Figure 2.
 
ADTN dose-response curves for FDM and LIM following 4 days of treatment. (A) Axial length and (B) refraction measurements from FDM chicks, (C) axial length and (D) refraction measurements from LIM chicks, and percent protection against the (E) axial elongation and (F) shift in refraction associated with experimental myopia development. Data represent the means ± standard error of the means. Sample sizes (min n = 6 per group) can be found in Table 2. Statistics denote difference of treated eyes relative to FDM- or LIM-only animals. *P < 0.05. **P < 0.01. ***P < 0.001.
Like dopamine, ADTN showed similar ED50 values for both FDM (ED50 = 0.011 µmol) and LIM (ED50 = 0.010 µmol). As such, there was no statistically significant difference in the level of protection afforded against axial elongation (Wilks’ λ = 0.962, F(1, 61) = 0.128, P = 0.969; Fig. 2E) and the myopic shift in refraction (Wilks’ λ = 0.805, F(1, 61) = 0.787, P = 0.554; Fig. 2F) between FDM/ADTN- and LIM/ADTN-treated chicks when compared across all doses tested. 
Comparison of the Protection Provided by Dopamine Versus ADTN
As the amount of dopamine and ADTN administered was similar across the dose range investigated (Table 1), their effectiveness relative to each other was compared via MANOVA analysis. When administered to form-deprived eyes, there was no statistically significant difference in the protection afforded against axial elongation (Wilks’ λ = 0.869, F(1, 61) = 0.451, P = 0.770; Fig. 3A) or the myopic shift in refraction (Wilks’ λ = 0.606, F(1, 61) = 1.949, P = 0.167; Fig. 3B) between dopamine- and ADTN-treated chicks. The same was seen for LIM, with both compounds eliciting similar protection across all doses tested (axial length: Wilks’ λ = 0.646, F(1, 65) = 1.921, P = 0.163, Fig. 3C; refraction: Wilks’ λ = 0.683, F(1, 65) = 1.511, P = 0.256, Fig. 3D).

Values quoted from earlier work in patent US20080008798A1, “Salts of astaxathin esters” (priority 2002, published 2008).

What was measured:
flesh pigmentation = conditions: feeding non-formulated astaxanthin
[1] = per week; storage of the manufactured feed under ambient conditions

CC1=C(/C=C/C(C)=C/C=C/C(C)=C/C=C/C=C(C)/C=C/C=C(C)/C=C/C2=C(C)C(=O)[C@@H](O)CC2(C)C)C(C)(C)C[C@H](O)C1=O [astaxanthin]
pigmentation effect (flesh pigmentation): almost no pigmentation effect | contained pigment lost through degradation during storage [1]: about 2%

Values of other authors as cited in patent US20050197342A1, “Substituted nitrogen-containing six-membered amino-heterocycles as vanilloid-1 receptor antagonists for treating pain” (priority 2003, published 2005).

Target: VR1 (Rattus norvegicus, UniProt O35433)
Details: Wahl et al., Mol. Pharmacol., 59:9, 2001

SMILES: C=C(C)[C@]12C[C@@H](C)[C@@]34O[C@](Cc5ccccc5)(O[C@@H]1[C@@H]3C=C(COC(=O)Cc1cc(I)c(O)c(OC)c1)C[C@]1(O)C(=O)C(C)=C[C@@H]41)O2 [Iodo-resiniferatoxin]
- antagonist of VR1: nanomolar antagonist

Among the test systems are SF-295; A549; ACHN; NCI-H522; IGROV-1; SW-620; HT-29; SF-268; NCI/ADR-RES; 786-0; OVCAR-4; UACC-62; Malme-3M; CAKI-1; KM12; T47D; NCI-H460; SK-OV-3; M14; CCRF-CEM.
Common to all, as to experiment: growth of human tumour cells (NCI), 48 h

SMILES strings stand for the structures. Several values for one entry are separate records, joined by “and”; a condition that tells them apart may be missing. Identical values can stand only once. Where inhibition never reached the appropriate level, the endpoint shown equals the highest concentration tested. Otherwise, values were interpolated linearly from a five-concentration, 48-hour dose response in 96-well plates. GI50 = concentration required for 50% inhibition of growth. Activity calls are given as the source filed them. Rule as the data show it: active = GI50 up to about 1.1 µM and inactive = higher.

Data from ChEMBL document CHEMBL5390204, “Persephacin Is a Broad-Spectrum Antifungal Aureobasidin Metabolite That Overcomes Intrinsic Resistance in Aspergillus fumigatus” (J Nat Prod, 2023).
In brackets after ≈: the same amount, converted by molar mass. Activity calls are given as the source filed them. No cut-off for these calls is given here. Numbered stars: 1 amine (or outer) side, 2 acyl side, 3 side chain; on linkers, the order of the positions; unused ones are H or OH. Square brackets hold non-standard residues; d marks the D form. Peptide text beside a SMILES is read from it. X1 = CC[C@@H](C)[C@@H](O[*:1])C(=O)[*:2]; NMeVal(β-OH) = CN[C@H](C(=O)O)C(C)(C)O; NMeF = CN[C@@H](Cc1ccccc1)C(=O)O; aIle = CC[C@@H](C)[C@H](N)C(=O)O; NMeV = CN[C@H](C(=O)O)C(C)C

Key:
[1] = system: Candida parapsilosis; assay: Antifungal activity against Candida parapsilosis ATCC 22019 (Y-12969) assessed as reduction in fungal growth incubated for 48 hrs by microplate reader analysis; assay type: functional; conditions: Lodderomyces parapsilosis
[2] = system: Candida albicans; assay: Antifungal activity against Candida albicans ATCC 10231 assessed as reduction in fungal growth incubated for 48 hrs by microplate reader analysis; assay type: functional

Figure 3.
 
Comparisons of dose-dependent protection elicited by dopamine and ADTN. Percent protection against the (A) axial elongation and (B) shift in refraction associated with FDM; percent protection against the (C) axial elongation and (D) shift in refraction associated with LIM. Data are plotted as percent protection with respect to the log of the dose administered per day (µmol/d). Data represent the means ± standard error of the means.
Figure 3.
 
Comparisons of dose-dependent protection elicited by dopamine and ADTN. Percent protection against the (A) axial elongation and (B) shift in refraction associated with FDM; percent protection against the (C) axial elongation and (D) shift in refraction associated with LIM. Data are plotted as percent protection with respect to the log of the dose administered per day (µmol/d). Data represent the means ± standard error of the means.
Effects of Dopaminergic Antagonism
The protection elicited by dopamine (0.150 µmol) against the development of experimental myopia persisted when coadministered with the D1-like dopamine antagonist SCH-23390 (0.005 µmol) with respect to the changes seen in both axial length and refraction (Fig. 4, raw data—Table 8). In contrast, when dopamine was coadministered with the D2-like dopamine antagonist spiperone (0.005 µmol), the protective effects of dopamine were significantly inhibited (Fig. 4, raw data—Table 8), with cotreated eyes no different from their FDM- or LIM-only counterparts in axial length and refraction. 
Figure 4.
 
Coadministration with dopaminergic antagonists. (A) Axial length and (B) refraction measurements from chicks developing FDM and (C) axial length and (D) refraction measurements from chicks developing LIM. Data represent the means ± standard error of the means. Drug: the administration of dopamine or ADTN into FDM- or LIM-treated eyes; Drug+D1: dopamine or ADTN coadministered with the D1-like antagonist SCH-23390 in FDM- or LIM-treated eyes; Drug+D2: dopamine or ADTN coadministered with the D2-like antagonist spiperone in FDM- or LIM-treated eyes. Sample sizes (min n = 6 per group) can be found in Table 2. Statistics denote difference of treated eyes relative to FDM or LIM only. *P < 0.05. **P < 0.01. ***P < 0.001.
Figure 4.
 
Coadministration with dopaminergic antagonists. (A) Axial length and (B) refraction measurements from chicks developing FDM and (C) axial length and (D) refraction measurements from chicks developing LIM. Data represent the means ± standard error of the means. Drug: the administration of dopamine or ADTN into FDM- or LIM-treated eyes; Drug+D1: dopamine or ADTN coadministered with the D1-like antagonist SCH-23390 in FDM- or LIM-treated eyes; Drug+D2: dopamine or ADTN coadministered with the D2-like antagonist spiperone in FDM- or LIM-treated eyes. Sample sizes (min n = 6 per group) can be found in Table 2. Statistics denote difference of treated eyes relative to FDM or LIM only. *P < 0.05. **P < 0.01. ***P < 0.001.